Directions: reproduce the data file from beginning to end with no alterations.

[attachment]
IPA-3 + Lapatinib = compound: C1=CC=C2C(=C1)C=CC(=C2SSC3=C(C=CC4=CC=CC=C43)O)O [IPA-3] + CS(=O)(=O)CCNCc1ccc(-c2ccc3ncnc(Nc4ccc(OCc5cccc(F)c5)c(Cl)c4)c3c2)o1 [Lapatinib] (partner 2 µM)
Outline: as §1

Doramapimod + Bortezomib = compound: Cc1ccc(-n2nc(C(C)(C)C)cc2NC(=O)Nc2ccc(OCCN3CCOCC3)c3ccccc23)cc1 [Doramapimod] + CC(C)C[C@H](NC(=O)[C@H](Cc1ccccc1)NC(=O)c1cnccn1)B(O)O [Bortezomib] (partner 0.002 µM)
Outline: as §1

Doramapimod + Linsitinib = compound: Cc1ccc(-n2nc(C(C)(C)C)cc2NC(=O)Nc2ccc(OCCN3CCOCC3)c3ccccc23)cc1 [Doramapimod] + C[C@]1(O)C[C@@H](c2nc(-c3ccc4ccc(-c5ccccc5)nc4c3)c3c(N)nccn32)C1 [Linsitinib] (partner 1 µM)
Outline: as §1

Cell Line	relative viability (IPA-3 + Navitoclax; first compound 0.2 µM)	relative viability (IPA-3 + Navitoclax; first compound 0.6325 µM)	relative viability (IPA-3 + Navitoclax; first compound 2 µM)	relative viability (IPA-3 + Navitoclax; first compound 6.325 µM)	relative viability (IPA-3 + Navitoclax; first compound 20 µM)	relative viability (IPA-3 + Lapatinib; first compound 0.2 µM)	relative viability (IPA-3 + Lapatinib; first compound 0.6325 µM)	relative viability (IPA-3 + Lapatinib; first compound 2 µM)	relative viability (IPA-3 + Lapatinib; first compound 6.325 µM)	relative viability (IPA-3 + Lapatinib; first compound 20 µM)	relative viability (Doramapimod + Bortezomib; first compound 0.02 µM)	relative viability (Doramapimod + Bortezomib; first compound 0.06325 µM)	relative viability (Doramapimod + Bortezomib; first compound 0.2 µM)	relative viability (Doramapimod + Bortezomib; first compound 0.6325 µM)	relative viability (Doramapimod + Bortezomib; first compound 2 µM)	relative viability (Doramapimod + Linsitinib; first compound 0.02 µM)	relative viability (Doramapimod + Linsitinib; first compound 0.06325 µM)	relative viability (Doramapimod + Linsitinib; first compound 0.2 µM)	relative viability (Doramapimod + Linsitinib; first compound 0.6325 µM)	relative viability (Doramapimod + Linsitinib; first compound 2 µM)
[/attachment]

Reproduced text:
IPA-3 + Lapatinib = compound: C1=CC=C2C(=C1)C=CC(=C2SSC3=C(C=CC4=CC=CC=C43)O)O [IPA-3] + CS(=O)(=O)CCNCc1ccc(-c2ccc3ncnc(Nc4ccc(OCc5cccc(F)c5)c(Cl)c4)c3c2)o1 [Lapatinib] (partner 2 µM)
Outline: as §1

Doramapimod + Bortezomib = compound: Cc1ccc(-n2nc(C(C)(C)C)cc2NC(=O)Nc2ccc(OCCN3CCOCC3)c3ccccc23)cc1 [Doramapimod] + CC(C)C[C@H](NC(=O)[C@H](Cc1ccccc1)NC(=O)c1cnccn1)B(O)O [Bortezomib] (partner 0.002 µM)
Outline: as §1

Doramapimod + Linsitinib = compound: Cc1ccc(-n2nc(C(C)(C)C)cc2NC(=O)Nc2ccc(OCCN3CCOCC3)c3ccccc23)cc1 [Doramapimod] + C[C@]1(O)C[C@@H](c2nc(-c3ccc4ccc(-c5ccccc5)nc4c3)c3c(N)nccn32)C1 [Linsitinib] (partner 1 µM)
Outline: as §1

Cell Line	relative viability (IPA-3 + Navitoclax; first compound 0.2 µM)	relative viability (IPA-3 + Navitoclax; first compound 0.6325 µM)	relative viability (IPA-3 + Navitoclax; first compound 2 µM)	relative viability (IPA-3 + Navitoclax; first compound 6.325 µM)	relative viability (IPA-3 + Navitoclax; first compound 20 µM)	relative viability (IPA-3 + Lapatinib; first compound 0.2 µM)	relative viability (IPA-3 + Lapatinib; first compound 0.6325 µM)	relative viability (IPA-3 + Lapatinib; first compound 2 µM)	relative viability (IPA-3 + Lapatinib; first compound 6.325 µM)	relative viability (IPA-3 + Lapatinib; first compound 20 µM)	relative viability (Doramapimod + Bortezomib; first compound 0.02 µM)	relative viability (Doramapimod + Bortezomib; first compound 0.06325 µM)	relative viability (Doramapimod + Bortezomib; first compound 0.2 µM)	relative viability (Doramapimod + Bortezomib; first compound 0.6325 µM)	relative viability (Doramapimod + Bortezomib; first compound 2 µM)	relative viability (Doramapimod + Linsitinib; first compound 0.02 µM)	relative viability (Doramapimod + Linsitinib; first compound 0.06325 µM)	relative viability (Doramapimod + Linsitinib; first compound 0.2 µM)	relative viability (Doramapimod + Linsitinib; first compound 0.6325 µM)	relative viability (Doramapimod + Linsitinib; first compound 2 µM)